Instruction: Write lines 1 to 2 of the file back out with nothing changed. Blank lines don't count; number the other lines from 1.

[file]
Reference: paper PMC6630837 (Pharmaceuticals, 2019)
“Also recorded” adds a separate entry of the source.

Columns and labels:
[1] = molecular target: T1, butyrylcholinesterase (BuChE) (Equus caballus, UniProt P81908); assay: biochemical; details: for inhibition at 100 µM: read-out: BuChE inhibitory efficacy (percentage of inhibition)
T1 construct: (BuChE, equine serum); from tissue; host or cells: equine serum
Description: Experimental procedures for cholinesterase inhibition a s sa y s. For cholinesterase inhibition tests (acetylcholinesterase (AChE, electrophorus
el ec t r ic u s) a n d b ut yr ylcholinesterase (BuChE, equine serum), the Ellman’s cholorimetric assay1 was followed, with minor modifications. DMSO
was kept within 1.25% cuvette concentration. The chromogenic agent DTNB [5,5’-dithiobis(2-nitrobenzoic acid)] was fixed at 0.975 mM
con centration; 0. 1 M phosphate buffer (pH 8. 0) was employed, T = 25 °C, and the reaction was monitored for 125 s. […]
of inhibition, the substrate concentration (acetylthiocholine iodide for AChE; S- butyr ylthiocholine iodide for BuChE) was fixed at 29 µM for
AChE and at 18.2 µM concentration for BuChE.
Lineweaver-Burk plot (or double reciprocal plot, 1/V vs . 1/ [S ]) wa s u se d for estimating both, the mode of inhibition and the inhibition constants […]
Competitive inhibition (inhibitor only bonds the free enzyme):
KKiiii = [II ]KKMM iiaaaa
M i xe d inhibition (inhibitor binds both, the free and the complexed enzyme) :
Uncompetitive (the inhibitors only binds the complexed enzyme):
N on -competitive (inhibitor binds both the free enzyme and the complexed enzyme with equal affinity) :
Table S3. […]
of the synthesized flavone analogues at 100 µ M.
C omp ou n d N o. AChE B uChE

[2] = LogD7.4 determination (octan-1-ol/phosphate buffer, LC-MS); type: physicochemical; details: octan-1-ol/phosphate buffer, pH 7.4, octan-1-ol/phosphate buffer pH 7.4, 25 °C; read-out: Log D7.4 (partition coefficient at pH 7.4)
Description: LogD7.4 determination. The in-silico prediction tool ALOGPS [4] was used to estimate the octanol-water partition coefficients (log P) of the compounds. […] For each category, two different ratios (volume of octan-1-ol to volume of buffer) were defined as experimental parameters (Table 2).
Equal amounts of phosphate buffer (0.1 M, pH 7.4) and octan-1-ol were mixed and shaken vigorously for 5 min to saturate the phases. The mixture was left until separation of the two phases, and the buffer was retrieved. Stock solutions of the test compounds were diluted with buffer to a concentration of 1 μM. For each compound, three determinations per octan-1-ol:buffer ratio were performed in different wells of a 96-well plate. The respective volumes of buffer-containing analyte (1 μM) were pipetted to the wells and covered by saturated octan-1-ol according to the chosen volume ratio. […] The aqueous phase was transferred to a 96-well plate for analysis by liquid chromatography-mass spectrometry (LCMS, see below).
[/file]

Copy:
Reference: paper PMC6630837 (Pharmaceuticals, 2019)
“Also recorded” adds a separate entry of the source.